All views expressed in this editorial are solely that of the author, and are not expressed on behalf of The Analyst, its affiliates, or staff.

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Daily Brief

China Threatens Consequences if Pelosi Visits Taiwan

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  • US House of Representatives Speaker Nancy Pelosi has landed inTaiwan. Prior to the visit, China’s Foreign Ministry has voiced their disapproval, stating that “China will take resolute responses and strong countermeasures to defend its sovereignty and territorial integrity.”
  • US Secretary of State Antony Blinken emphasized in response  that “The speaker will make her own decisions about whether or not to visit Taiwan,” and that the US is looking to Beijing to “act responsibly and not to engage in any escalation going forward.”
  • The US has made it clear that members of Congress routinely visit Taiwan and that this trip is non-threatening and has precedent. Even so, some officials have expressed concern that China may invade Taiwan’s air defense zone or send missiles near Taiwan in retaliation.
  • Pelosi has criticized China’s leadership and vocalized support for Taiwan in the past. She is currently on her tour of Asia, with scheduled visits to Singapore, Malaysia, South Korea and Japan.

All views expressed in this editorial are solely that of the author, and are not expressed on behalf of The Analyst, its affiliates, or staff.

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Daily Brief

First Grain Ship Departs Ukraine After Six Months of Russian Blockade

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  • The first shipment of grain departed the port of Odesa on Monday after Russia’s blockade of Ukrainian ports for the last six months trapped around 20 million metric tons of wheat and corn.
  • Russia recently made a deal with Ukraine, brokered by the UN and Turkey, allowing grain exports to resume, appeasing fears of a global food supply crisis and rising prices.
  • Ukrainian Foreign Minister Dmytro Kuleba celebrated the shipment, calling it a “day of relief for the world, especially for our friends in the Middle East, Asia, and Africa.”
  • Ukrainian President Volodymyr Zelensky was more hesitant to celebrate the shipment, stating “it is too early to draw any conclusions and make any forecasts” and he wants to “see how the agreement works and whether security will be really guaranteed.”

All views expressed in this editorial are solely that of the author, and are not expressed on behalf of The Analyst, its affiliates, or staff.

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Daily Brief

Concerns Rise As US Teeters on the Brink of Recession

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  • The US economy declines for the second quarter in a row, causing, what other countries would consider, an economic recession. 
  • The prices for groceries, gas, and other basics are rising at the fastest pace since 1981. The US Central Bank is quickly trying to raise borrowing costs in order to cool the economy and ease the prices on goods, but with the contraction, at the annual rate of 0.9% in the 3 months to July, many are still getting concerned.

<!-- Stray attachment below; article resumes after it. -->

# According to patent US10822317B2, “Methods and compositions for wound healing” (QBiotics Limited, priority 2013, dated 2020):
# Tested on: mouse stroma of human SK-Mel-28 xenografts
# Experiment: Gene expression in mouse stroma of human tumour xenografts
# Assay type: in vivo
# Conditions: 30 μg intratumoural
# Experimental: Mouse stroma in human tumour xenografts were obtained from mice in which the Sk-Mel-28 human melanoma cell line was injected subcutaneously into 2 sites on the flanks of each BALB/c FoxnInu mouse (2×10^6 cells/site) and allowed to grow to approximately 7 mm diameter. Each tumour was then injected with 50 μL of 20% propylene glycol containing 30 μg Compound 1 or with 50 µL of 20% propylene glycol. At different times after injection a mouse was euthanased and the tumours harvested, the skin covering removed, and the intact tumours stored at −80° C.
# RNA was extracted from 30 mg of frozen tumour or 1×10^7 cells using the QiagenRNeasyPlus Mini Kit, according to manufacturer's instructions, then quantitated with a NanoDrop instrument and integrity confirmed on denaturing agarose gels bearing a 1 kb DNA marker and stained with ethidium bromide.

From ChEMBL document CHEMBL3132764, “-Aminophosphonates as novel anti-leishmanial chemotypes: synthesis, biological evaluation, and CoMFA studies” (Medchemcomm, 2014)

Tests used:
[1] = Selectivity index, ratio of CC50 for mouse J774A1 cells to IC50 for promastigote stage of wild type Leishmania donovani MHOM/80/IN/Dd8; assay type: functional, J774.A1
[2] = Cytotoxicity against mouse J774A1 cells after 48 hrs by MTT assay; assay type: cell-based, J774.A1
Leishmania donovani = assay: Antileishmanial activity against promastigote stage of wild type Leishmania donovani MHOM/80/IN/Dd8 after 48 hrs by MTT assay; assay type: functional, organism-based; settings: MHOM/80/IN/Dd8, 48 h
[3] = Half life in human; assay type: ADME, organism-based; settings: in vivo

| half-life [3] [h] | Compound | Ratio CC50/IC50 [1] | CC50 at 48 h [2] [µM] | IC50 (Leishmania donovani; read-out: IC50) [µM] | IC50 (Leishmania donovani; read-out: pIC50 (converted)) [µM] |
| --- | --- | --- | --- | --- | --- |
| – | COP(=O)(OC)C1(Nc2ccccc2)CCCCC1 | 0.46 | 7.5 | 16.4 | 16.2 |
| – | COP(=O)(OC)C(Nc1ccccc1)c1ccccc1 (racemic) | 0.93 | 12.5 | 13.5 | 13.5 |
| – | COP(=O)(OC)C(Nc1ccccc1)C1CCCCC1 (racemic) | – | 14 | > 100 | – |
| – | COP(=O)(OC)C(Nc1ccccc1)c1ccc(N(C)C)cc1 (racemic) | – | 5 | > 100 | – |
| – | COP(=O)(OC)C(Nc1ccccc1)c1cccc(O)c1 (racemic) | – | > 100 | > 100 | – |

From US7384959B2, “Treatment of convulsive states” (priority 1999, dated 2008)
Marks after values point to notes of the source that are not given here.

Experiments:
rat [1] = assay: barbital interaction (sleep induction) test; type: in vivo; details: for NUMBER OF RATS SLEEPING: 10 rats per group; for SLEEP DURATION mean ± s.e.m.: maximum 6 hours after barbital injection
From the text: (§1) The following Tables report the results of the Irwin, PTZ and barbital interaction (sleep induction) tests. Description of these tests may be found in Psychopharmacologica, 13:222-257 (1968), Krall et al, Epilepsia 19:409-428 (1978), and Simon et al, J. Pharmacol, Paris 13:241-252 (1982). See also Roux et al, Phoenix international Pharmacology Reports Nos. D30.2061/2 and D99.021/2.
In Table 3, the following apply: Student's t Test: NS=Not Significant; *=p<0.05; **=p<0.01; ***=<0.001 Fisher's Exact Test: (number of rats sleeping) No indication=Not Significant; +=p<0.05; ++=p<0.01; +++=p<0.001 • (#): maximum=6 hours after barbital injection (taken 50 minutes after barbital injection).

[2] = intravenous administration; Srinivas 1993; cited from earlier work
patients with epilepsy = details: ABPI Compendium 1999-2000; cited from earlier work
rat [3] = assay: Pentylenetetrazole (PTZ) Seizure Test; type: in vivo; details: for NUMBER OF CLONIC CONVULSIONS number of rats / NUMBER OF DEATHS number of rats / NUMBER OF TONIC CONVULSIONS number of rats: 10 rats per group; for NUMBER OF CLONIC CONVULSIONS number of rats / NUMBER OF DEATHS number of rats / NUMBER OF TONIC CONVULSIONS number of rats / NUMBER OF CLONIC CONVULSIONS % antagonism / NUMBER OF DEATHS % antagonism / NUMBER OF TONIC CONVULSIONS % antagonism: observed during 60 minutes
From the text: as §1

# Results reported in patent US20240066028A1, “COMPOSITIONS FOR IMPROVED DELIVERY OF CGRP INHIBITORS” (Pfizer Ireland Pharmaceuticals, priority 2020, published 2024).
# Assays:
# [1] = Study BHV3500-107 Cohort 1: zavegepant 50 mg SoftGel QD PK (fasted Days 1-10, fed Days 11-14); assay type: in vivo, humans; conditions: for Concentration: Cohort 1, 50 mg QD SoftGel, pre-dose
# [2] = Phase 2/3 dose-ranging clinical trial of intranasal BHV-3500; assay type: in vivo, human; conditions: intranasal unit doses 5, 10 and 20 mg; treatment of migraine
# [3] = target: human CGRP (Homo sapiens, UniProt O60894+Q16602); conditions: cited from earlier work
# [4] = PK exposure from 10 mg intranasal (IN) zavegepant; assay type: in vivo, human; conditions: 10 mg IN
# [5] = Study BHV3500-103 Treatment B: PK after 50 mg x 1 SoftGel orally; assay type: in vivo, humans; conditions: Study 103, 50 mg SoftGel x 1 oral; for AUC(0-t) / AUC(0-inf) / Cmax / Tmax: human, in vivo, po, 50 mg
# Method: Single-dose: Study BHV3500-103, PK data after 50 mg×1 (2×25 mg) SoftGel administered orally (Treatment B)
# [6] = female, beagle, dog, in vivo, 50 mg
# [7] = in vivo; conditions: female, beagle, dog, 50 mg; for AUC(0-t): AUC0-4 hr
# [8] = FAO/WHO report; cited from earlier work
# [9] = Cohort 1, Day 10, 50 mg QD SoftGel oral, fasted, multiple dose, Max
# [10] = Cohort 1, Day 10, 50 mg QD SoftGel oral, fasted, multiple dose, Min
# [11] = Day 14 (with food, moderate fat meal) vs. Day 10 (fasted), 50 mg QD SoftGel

• President Biden struggles to convince the public that the economy is sound, with the unemployment rate at a low 3.6%. But with inflation in the US hitting 9.1% in June, the fastest price appreciation in 4 months, consumer spending has slowed at an annual rate of 1%. 
  • Many other countries, such as China and the UK, have been hit harder by the surge in energy prices and the War in Ukraine, causing risks from abroad. Other countries are facing much more serious problems and once they’re hit, their problems can spill over and affect the US. 

All views expressed in this editorial are solely that of the author, and are not expressed on behalf of The Analyst, its affiliates, or staff.

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Daily Brief

North Korea Could Possibly Be Preparing another Nuclear Test

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  • North Korea could be preparing a seventh nuclear test, especially after Mr. Kim announced that the country is fully ready for any military confrontation with the US at a Korean War Anniversary event. 
  • A US special representative in North Korea states that Jong-Un has tested an unprecedented number of missiles this year—31 to 25. Jong-Un also stated that threats from the US required North Korea to achieve the urgent historical task of strengthening its self-defense. 
  • Jong-un also stated that South Korea is reviving a plan to counter North Korea’s threat by mounting precautionary strikes; in June alone, South Korea launched 8 missiles of its own.
  • The North Korean regime is especially angry with South Korea’s new president Yoon Suk-yeol and his so-called Kill Chain strategy. This strategy allows South Korea to launch ballistic missiles and air strikes on North Korean targets if it ever feels threatened. 
  • North Korea has also not been getting as much engagement with Washington ever since Biden replaced Trump, and could be hinting at some sort of deliberate escalation by the North, and preparations have been underway at the Punggye Ri test site since March.

All views expressed in this editorial are solely that of the author, and are not expressed on behalf of The Analyst, its affiliates, or staff.

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Daily Brief

Russia Limits Gas Supply to Germany

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Black Sea port of Theodosiya panoramio
  • Gazprom, a major Russian energy provider, has stated it will reduce the supply of gas to Germany by half via the Nord Stream 1 pipeline due to repair work. 
  • Germany has said that they see no technical reason for the decrease in gas supply. The European Union continues to accuse Russia of weaponizing energy, with Ukrainian President Volodymyr Zelensky stating, “This is an open gas war that Russia is waging against a united Europe.”
  • Ukraine and Russia signed an agreement to allow the export of grain via the Black Sea after Russia continued to block millions of tonnes from being exported. The next day, Russia struck missiles at the port, some of which hit the infrastructure of the port.
  • The US and Ukraine are optimistic that the agreement will still be implemented, with the US State Department stating, “Despite these attacks, we do understand that the parties are continuing preparations to open Ukraine’s Black Sea ports for food and fertilizer exports…we also continue to expect that the Black Sea agreement will be implemented.”

All views expressed in this editorial are solely that of the author, and are not expressed on behalf of The Analyst, its affiliates, or staff.